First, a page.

translation

Chapter 38 of the Julia Language Documentation

https://en.wikibooks.org/wiki/Julia_for_MATLAB_Users

R uses the `{}`

to denote a block of statements. Julia uses the `end`

keyword to terminate blocks.

Julia doesn't allow the `<-`

, `<<-`

and `->`

operators that are used commonly in R code.

Most julia objects are assigned by reference, i.e., an assignment creates an alias not a copy.

- R :
`c(1,2,3)`

- Julia :
`[1,2,3]`

Vectors are always typed and flattened in R, but not in julia.

- R :
`A %*% B`

- Julia :
`A * B`

Julia and Matlab have very similar syntax, with a few notable differences. This file should help you convert Matlab code into Julia.

The list of registered Julia packages can be found at the Pkg list website, or at Julia.jl.

Some common matlab libraries and their equivalents include:

- Bioinformatics Toolbox → Bio.jl
- Statistics and Machine Learning Toolbox → StatsBase.jl, MLBase.jl

Also, Julia uses the `import`

, `using`

and `include`

constructs to import code from other files or packages.

Matlab and Julia use very similar notations for vector indexing, and differ only in the operator used: Matlab uses the `A(1,2)`

notation, while Julia uses the `A[1,2]`

notation.

Most julia objects are assigned by reference, i.e., an assignment creates an alias not a copy.

The square root of an `-1`

is denoted by the symbol `im`

in Julia. Complex numbers in general are represented by the `Complex{T}`

type. The complex form of a number can be obtained using the `complex`

function.

In Julia file names aren't associated with the functions they contain. A file may contain multiple modules and functions and can be named arbitrarily.

Matlab uses named output arguments. Julia uses explicit return statements. The syntax for declaring anonymous functions also differs in Julia.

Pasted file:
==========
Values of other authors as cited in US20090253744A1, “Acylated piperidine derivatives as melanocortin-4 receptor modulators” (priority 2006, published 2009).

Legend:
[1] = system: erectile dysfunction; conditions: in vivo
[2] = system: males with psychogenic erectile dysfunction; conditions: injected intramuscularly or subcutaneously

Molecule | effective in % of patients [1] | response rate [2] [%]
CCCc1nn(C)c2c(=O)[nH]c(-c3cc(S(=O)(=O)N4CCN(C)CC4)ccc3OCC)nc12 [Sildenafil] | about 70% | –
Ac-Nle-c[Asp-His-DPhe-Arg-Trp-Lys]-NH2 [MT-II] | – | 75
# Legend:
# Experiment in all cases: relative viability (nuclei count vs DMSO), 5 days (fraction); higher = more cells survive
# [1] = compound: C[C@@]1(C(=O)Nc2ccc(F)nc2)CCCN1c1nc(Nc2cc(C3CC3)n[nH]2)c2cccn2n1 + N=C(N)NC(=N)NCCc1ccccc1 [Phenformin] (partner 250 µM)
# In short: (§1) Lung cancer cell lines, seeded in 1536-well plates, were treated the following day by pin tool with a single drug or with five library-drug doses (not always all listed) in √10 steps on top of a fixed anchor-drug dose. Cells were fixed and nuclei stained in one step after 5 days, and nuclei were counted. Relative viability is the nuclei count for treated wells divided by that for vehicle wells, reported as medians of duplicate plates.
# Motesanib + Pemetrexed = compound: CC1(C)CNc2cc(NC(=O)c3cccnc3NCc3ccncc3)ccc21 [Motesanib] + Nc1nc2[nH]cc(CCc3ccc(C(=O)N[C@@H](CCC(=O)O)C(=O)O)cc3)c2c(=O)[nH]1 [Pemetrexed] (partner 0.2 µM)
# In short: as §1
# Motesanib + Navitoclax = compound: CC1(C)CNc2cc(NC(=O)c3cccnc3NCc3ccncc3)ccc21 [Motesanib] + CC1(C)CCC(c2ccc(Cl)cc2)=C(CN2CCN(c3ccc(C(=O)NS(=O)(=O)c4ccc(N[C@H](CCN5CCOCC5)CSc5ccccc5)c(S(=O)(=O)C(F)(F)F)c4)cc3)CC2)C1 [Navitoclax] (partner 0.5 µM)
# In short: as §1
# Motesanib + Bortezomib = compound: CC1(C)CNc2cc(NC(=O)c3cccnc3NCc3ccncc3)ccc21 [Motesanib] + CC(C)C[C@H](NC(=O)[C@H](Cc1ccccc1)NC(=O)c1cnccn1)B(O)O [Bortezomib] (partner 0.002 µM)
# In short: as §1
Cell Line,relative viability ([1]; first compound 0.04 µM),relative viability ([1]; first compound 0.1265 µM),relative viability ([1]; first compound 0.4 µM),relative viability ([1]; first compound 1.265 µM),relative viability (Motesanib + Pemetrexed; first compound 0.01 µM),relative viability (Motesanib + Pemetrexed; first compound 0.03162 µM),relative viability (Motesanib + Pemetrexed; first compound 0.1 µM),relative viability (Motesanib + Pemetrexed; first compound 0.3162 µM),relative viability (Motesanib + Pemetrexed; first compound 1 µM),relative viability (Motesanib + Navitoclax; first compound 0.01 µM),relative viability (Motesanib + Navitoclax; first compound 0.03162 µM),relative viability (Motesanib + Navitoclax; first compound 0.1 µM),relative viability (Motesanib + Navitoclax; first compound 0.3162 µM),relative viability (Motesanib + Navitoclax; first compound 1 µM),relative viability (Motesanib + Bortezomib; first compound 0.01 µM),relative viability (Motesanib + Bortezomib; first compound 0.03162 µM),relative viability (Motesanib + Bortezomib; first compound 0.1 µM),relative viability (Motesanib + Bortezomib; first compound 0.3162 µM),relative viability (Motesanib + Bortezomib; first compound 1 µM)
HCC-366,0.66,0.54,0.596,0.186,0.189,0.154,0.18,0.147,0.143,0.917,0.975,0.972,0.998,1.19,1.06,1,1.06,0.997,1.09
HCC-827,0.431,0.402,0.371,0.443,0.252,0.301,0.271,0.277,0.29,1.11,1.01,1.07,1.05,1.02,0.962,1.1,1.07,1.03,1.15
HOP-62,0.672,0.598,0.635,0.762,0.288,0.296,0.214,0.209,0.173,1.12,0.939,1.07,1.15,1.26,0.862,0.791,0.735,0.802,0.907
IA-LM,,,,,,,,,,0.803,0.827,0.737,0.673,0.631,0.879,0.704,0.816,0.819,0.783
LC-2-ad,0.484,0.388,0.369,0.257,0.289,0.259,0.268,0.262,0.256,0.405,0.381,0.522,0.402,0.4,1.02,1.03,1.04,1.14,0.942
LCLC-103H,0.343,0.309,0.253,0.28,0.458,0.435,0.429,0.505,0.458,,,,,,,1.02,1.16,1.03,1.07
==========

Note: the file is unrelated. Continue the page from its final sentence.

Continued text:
- snippet.juliarepl
julia> function f

**(**x**,**y**)**; return**(**x + y**)**; end#function julia> f=**(**x**,**y**)**->**(**x + y**)**julia> f**(**x**,**y**)**=**(**x + y**)**

In Julia, array indices begin with 1. In Perl, array indexes begin with 0.

In Python indentations are used to identify statement blocks. In Julia, the keyword `end`

is often used to terminate a block of statements.

- snippet.julia
function f

**(**x**,**y**)**x**,**y end

- snippet.python
[download only julia statements] def f(x,y): return(x,y)

In Julia, array indices begin with 1. In Python, array indexes begin with 0.

- snippet.juliarepl
julia> A =

**[**1**,**2**,**3**]**julia> A**[**0**]**ERROR: BoundsError: attempt to access 3-element Array**{**Int64**,**1**}**at index**[**0**]**

- Common Gotchas.
- Opinionated relative language advantages and disadvantages

In Julia, methods do not belong to objects, but are implementations of generic functions. If you're used to Object oriented languages such as Python, this may seem strange. In python you'd use the `.`

operator to access an objects methods. In Julia, you would pass the object as the first argument to the function. For example, to define a Class `Person`

with an age accessor method in Python, you would do:

- snippet.python
[download only julia statements] class Person: def __init__(self, age): self.age = age def get_age(self): return(self.age) p = Person(10) python> p.get_age()

- snippet.juliarepl
julia> type Person age::Int end##type## julia> getAge

**(**x::Person**)**= x.age julia> p = Person**(**10**)**julia> getAge**(**p**)**10

translation.txt · Last modified: 2018/08/25 08:24 (external edit)